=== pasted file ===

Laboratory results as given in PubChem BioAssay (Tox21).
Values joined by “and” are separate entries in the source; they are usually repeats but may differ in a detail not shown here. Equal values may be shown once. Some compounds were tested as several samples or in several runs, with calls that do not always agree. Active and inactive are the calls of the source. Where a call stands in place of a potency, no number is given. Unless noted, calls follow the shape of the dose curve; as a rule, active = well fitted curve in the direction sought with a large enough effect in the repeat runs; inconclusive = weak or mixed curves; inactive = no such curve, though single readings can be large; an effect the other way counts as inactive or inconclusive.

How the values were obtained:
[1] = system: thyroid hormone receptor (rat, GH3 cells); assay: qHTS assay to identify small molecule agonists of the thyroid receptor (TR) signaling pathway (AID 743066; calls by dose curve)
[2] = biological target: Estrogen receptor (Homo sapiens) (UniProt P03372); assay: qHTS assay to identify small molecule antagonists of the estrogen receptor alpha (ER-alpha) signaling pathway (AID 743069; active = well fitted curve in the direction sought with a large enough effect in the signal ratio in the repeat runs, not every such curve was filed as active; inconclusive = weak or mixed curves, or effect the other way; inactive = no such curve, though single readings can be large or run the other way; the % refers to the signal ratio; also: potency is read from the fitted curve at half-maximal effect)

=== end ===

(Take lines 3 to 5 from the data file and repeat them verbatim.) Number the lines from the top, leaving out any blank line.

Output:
How the values were obtained:
[1] = system: thyroid hormone receptor (rat, GH3 cells); assay: qHTS assay to identify small molecule agonists of the thyroid receptor (TR) signaling pathway (AID 743066; calls by dose curve)
[2] = biological target: Estrogen receptor (Homo sapiens) (UniProt P03372); assay: qHTS assay to identify small molecule antagonists of the estrogen receptor alpha (ER-alpha) signaling pathway (AID 743069; active = well fitted curve in the direction sought with a large enough effect in the signal ratio in the repeat runs, not every such curve was filed as active; inconclusive = weak or mixed curves, or effect the other way; inactive = no such curve, though single readings can be large or run the other way; the % refers to the signal ratio; also: potency is read from the fitted curve at half-maximal effect)